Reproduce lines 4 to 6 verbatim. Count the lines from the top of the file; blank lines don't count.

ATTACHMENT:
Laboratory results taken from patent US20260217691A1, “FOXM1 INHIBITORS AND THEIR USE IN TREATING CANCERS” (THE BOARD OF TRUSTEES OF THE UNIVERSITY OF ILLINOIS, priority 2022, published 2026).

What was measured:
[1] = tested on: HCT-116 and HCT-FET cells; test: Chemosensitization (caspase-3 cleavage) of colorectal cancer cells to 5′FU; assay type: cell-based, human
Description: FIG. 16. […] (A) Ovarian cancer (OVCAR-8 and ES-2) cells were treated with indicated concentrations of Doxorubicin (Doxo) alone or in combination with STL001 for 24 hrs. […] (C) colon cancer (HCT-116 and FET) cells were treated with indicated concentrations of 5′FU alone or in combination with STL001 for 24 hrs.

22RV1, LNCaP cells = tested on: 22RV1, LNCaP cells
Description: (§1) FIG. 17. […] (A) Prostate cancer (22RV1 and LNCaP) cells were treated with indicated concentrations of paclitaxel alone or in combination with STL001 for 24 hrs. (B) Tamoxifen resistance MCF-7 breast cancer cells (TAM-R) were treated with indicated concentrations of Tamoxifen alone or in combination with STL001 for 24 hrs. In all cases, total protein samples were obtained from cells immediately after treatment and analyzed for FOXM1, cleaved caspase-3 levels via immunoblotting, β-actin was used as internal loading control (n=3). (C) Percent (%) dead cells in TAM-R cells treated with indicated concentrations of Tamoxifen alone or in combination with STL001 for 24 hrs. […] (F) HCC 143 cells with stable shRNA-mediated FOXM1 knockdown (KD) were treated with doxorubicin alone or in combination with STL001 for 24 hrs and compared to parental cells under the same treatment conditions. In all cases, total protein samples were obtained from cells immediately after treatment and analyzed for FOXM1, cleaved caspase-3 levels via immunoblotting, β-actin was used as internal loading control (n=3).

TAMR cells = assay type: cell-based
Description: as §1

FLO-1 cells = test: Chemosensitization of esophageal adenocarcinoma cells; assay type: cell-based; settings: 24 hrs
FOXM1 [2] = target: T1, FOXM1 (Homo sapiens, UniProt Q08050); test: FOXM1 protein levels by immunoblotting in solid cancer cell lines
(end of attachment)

Description: FIG. 16. […] (A) Ovarian cancer (OVCAR-8 and ES-2) cells were treated with indicated concentrations of Doxorubicin (Doxo) alone or in combination with STL001 for 24 hrs. […] (C) colon cancer (HCT-116 and FET) cells were treated with indicated concentrations of 5′FU alone or in combination with STL001 for 24 hrs.

22RV1, LNCaP cells = tested on: 22RV1, LNCaP cells
Description: (§1) FIG. 17. […] (A) Prostate cancer (22RV1 and LNCaP) cells were treated with indicated concentrations of paclitaxel alone or in combination with STL001 for 24 hrs. (B) Tamoxifen resistance MCF-7 breast cancer cells (TAM-R) were treated with indicated concentrations of Tamoxifen alone or in combination with STL001 for 24 hrs. In all cases, total protein samples were obtained from cells immediately after treatment and analyzed for FOXM1, cleaved caspase-3 levels via immunoblotting, β-actin was used as internal loading control (n=3). (C) Percent (%) dead cells in TAM-R cells treated with indicated concentrations of Tamoxifen alone or in combination with STL001 for 24 hrs. […] (F) HCC 143 cells with stable shRNA-mediated FOXM1 knockdown (KD) were treated with doxorubicin alone or in combination with STL001 for 24 hrs and compared to parental cells under the same treatment conditions. In all cases, total protein samples were obtained from cells immediately after treatment and analyzed for FOXM1, cleaved caspase-3 levels via immunoblotting, β-actin was used as internal loading control (n=3).